The invention of the first whirlpool happened, as with most of the greatest breakthroughs, by accident. The inventor’s name might sound familiar: Candido Jacuzzi, an Italian-American entrepreneur working in the irrigation industry. To bypass the costly hydrotherapy treatments his child had to undergo for the treatment of a severe form of rheumatoid arthritis, Jacuzzi created a device which could produce powerful jets of air into a bathtub.

Almost a century later, the whirlpool bathtub has become an essential for wellness facilities, hotels and private homes. Born as a status symbol, it has increasingly become an indispensable object for the masses. In fact, there are many benefits to hydromassage: it stimulates blood circulation and tissue oxygenation, reactivates the lymphatic system, facilitating the drainage of internal fluids and relieving muscle tension. Unfortunately, many ignore its major inconvenience: it can cause irritating skin problems. In fact, molds and bacteria may contaminate its filters and trigger skin infections, one of the most frequent being whirlpool folliculitis.

What is it exactly? Folliculitis is an inflammation of the superficial part of the hair follicle, that is of that small cavity in the epidermis from which the hair originates. One of the bacteria that most frequently lurks in the tubes and filters of swimming pools and whirlpool baths that are not carefully sanitized is Pseudomonas aeruginosa. By exploiting the dilation of the pores caused by the hot water, it can penetrate the skin and cause folliculitis.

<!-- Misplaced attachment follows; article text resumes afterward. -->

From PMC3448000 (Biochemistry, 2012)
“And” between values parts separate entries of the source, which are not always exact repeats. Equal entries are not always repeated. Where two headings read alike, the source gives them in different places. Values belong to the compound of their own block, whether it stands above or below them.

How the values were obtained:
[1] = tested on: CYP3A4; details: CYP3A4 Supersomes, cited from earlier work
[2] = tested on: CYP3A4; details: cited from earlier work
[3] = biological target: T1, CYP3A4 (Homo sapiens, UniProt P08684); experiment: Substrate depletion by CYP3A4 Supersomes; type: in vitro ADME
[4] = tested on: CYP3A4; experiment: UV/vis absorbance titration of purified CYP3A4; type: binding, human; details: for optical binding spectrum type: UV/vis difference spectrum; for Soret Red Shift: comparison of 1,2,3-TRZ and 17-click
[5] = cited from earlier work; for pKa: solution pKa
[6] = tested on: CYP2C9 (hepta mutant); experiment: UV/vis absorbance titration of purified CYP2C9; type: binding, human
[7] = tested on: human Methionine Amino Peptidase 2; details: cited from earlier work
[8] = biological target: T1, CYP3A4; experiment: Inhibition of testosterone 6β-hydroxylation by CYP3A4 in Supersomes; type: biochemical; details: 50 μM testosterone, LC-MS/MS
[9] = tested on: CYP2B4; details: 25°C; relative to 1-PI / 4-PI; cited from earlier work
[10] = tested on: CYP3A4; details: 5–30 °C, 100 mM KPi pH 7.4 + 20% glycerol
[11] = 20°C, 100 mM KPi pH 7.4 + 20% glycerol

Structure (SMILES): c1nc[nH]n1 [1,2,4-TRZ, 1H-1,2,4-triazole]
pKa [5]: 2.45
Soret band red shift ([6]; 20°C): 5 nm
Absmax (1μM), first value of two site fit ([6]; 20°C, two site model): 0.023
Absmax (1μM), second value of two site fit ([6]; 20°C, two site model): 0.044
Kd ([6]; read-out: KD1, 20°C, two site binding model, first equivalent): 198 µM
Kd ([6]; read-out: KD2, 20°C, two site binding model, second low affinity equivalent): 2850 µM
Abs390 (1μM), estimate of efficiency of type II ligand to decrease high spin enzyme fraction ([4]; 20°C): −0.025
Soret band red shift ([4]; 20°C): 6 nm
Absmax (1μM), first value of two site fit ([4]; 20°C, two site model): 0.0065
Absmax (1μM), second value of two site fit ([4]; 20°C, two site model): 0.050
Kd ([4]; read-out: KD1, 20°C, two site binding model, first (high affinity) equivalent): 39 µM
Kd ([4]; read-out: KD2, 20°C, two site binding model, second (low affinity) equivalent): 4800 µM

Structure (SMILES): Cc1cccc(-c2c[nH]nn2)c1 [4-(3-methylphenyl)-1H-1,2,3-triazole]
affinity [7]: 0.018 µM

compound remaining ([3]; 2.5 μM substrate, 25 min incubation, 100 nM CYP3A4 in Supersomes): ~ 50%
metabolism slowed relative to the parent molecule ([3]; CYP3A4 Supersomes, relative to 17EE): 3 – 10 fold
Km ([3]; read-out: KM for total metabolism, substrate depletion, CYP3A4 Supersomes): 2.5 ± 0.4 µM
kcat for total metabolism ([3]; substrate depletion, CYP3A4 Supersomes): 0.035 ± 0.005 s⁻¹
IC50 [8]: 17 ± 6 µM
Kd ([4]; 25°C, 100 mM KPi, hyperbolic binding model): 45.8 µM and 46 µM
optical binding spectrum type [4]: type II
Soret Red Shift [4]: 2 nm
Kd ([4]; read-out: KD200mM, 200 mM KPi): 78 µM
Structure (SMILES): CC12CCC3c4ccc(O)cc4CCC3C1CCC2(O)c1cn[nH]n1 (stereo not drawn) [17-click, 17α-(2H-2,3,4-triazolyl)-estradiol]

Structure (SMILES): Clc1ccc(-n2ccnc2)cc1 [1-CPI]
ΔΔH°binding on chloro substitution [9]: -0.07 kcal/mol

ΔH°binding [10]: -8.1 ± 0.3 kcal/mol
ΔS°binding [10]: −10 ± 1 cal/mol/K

Folliculitis can affect any area of ​​the body where hair is present; in this case, the most frequently affected parts are those that remain immersed for longer in water, such as the legs and buttocks. The first symptoms, such as itching and small, reddened lesions or small pustules, can occur just a few hours after the bath and affect several individuals who have bathed in the same pool. It is a mild manifestation that, except for specific complications, heals spontaneously without the need for treatment, but it’s still quite annoying.

It is advisable to keep the affected area clean, change one’s underwear and clothes in contact with the body daily, use the shower rather than the bathtub for at least 2 weeks and not to share towels and bathrobes with the rest of the family.

Before using the jacuzzi, make sure that the pool is a self-cleaning one, i.e. equipped with specific devices that sanitize the hidden parts of the appliance. Otherwise, it can be sanitized using special non-foaming detergents or sodium hypochlorite (common bleach). As a general rule, one should fill the whirlpool tub until all the vents are submerged, add the amount of disinfectant recommended on the product packaging or 250 ml of bleach, and start the hydromassage for 15-20 minutes.

This simple procedure will neutralize the formation of bacteria and mold and will allow you to safely enjoy a nice warm and relaxing bubble bath; there is nothing better than taking time for yourself, to relax body and mind!

Article of  Dr Adele Sparavigna for https://4me.styl